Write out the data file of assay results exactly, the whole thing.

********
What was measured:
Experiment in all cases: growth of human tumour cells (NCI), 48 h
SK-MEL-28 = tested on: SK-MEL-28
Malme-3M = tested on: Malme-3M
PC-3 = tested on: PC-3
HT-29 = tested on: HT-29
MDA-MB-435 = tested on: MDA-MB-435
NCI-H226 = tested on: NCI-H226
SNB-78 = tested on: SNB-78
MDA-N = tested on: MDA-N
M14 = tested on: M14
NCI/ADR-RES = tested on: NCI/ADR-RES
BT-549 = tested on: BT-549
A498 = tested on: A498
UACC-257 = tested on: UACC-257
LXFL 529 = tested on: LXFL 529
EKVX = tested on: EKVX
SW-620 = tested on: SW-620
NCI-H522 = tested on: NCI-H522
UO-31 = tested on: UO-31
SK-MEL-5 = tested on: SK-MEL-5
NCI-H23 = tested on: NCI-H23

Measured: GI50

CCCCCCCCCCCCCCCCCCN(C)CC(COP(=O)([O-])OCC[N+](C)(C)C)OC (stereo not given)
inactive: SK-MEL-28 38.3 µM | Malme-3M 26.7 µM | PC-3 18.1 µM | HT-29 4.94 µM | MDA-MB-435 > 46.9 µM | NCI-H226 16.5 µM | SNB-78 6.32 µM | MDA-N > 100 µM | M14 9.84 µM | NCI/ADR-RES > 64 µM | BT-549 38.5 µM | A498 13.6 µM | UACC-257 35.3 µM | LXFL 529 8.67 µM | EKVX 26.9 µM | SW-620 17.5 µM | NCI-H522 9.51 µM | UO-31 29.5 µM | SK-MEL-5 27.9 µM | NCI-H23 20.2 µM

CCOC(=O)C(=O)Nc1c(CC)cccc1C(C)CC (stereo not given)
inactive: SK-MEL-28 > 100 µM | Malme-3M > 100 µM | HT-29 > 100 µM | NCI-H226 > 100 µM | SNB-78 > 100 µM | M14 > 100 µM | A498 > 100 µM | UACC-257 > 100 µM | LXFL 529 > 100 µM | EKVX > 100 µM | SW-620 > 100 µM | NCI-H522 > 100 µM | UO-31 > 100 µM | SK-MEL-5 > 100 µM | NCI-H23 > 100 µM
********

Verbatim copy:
What was measured:
Experiment in all cases: growth of human tumour cells (NCI), 48 h
SK-MEL-28 = tested on: SK-MEL-28
Malme-3M = tested on: Malme-3M
PC-3 = tested on: PC-3
HT-29 = tested on: HT-29
MDA-MB-435 = tested on: MDA-MB-435
NCI-H226 = tested on: NCI-H226
SNB-78 = tested on: SNB-78
MDA-N = tested on: MDA-N
M14 = tested on: M14
NCI/ADR-RES = tested on: NCI/ADR-RES
BT-549 = tested on: BT-549
A498 = tested on: A498
UACC-257 = tested on: UACC-257
LXFL 529 = tested on: LXFL 529
EKVX = tested on: EKVX
SW-620 = tested on: SW-620
NCI-H522 = tested on: NCI-H522
UO-31 = tested on: UO-31
SK-MEL-5 = tested on: SK-MEL-5
NCI-H23 = tested on: NCI-H23

Measured: GI50

CCCCCCCCCCCCCCCCCCN(C)CC(COP(=O)([O-])OCC[N+](C)(C)C)OC (stereo not given)
inactive: SK-MEL-28 38.3 µM | Malme-3M 26.7 µM | PC-3 18.1 µM | HT-29 4.94 µM | MDA-MB-435 > 46.9 µM | NCI-H226 16.5 µM | SNB-78 6.32 µM | MDA-N > 100 µM | M14 9.84 µM | NCI/ADR-RES > 64 µM | BT-549 38.5 µM | A498 13.6 µM | UACC-257 35.3 µM | LXFL 529 8.67 µM | EKVX 26.9 µM | SW-620 17.5 µM | NCI-H522 9.51 µM | UO-31 29.5 µM | SK-MEL-5 27.9 µM | NCI-H23 20.2 µM

CCOC(=O)C(=O)Nc1c(CC)cccc1C(C)CC (stereo not given)
inactive: SK-MEL-28 > 100 µM | Malme-3M > 100 µM | HT-29 > 100 µM | NCI-H226 > 100 µM | SNB-78 > 100 µM | M14 > 100 µM | A498 > 100 µM | UACC-257 > 100 µM | LXFL 529 > 100 µM | EKVX > 100 µM | SW-620 > 100 µM | NCI-H522 > 100 µM | UO-31 > 100 µM | SK-MEL-5 > 100 µM | NCI-H23 > 100 µM